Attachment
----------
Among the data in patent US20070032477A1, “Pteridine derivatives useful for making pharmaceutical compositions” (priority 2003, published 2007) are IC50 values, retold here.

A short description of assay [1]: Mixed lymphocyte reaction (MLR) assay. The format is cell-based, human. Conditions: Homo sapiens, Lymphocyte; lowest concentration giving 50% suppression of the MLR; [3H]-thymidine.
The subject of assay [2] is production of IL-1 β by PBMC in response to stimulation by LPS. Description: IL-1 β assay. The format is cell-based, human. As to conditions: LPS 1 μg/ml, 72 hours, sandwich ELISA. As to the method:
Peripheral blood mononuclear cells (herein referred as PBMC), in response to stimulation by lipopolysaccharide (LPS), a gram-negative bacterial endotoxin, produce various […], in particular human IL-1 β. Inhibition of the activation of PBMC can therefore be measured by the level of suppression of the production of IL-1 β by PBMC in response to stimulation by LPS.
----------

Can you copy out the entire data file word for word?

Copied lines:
Among the data in patent US20070032477A1, “Pteridine derivatives useful for making pharmaceutical compositions” (priority 2003, published 2007) are IC50 values, retold here.

A short description of assay [1]: Mixed lymphocyte reaction (MLR) assay. The format is cell-based, human. Conditions: Homo sapiens, Lymphocyte; lowest concentration giving 50% suppression of the MLR; [3H]-thymidine.
The subject of assay [2] is production of IL-1 β by PBMC in response to stimulation by LPS. Description: IL-1 β assay. The format is cell-based, human. As to conditions: LPS 1 μg/ml, 72 hours, sandwich ELISA. As to the method:
Peripheral blood mononuclear cells (herein referred as PBMC), in response to stimulation by lipopolysaccharide (LPS), a gram-negative bacterial endotoxin, produce various […], in particular human IL-1 β. Inhibition of the activation of PBMC can therefore be measured by the level of suppression of the production of IL-1 β by PBMC in response to stimulation by LPS.